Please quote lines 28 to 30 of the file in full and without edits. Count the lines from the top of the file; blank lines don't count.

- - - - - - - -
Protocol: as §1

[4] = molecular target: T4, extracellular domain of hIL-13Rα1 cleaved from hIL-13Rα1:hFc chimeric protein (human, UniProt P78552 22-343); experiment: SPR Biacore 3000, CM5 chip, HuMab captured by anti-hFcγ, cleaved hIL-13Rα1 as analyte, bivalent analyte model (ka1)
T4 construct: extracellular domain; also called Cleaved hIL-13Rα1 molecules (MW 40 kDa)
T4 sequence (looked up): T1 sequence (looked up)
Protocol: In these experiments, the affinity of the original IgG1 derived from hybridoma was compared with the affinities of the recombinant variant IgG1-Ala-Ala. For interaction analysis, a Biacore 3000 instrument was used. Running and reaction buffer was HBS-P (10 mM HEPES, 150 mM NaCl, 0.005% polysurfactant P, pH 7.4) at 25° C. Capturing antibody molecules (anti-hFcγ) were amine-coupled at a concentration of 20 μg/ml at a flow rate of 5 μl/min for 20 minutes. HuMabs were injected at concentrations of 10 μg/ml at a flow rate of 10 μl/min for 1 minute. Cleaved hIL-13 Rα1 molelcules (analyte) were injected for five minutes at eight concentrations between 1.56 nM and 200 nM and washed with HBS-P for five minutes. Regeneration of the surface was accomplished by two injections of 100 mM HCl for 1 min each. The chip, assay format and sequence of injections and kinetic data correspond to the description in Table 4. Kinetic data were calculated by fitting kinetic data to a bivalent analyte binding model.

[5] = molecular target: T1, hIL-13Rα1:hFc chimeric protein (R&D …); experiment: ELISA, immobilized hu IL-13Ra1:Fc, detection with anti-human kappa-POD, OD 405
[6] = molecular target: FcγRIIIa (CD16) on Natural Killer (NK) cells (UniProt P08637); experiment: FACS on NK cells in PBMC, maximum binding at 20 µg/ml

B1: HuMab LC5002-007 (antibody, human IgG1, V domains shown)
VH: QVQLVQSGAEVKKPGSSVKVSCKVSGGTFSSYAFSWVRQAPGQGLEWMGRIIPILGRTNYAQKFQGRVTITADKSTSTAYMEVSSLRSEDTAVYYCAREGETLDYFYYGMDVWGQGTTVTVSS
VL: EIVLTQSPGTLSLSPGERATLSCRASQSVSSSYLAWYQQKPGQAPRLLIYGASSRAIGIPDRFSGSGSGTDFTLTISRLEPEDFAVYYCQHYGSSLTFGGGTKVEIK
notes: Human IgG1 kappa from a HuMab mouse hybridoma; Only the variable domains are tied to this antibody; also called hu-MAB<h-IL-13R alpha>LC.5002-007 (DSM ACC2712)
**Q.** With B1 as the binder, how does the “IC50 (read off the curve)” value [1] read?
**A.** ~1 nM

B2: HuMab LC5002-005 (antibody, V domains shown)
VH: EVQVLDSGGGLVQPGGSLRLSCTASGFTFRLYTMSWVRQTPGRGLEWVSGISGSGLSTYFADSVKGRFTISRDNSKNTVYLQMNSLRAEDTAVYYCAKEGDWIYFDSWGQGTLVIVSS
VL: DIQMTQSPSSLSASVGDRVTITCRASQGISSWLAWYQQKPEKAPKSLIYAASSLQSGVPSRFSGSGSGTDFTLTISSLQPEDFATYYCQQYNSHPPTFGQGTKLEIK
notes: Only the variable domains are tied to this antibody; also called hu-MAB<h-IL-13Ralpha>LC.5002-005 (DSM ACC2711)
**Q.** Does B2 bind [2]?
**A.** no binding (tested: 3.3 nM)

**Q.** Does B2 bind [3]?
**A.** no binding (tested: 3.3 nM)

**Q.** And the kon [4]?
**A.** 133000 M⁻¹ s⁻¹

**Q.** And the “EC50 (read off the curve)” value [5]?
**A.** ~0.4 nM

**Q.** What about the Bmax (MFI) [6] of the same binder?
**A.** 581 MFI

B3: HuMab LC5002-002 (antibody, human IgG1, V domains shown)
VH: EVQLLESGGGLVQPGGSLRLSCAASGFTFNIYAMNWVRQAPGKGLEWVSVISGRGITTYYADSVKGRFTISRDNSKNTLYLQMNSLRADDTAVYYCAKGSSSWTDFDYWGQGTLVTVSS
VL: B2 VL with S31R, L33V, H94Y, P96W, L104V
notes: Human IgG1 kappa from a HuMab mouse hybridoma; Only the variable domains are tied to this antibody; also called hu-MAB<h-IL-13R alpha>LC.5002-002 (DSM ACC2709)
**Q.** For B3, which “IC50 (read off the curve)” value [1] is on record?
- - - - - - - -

B3: HuMab LC5002-002 (antibody, human IgG1, V domains shown)
VH: EVQLLESGGGLVQPGGSLRLSCAASGFTFNIYAMNWVRQAPGKGLEWVSVISGRGITTYYADSVKGRFTISRDNSKNTLYLQMNSLRADDTAVYYCAKGSSSWTDFDYWGQGTLVTVSS
VL: B2 VL with S31R, L33V, H94Y, P96W, L104V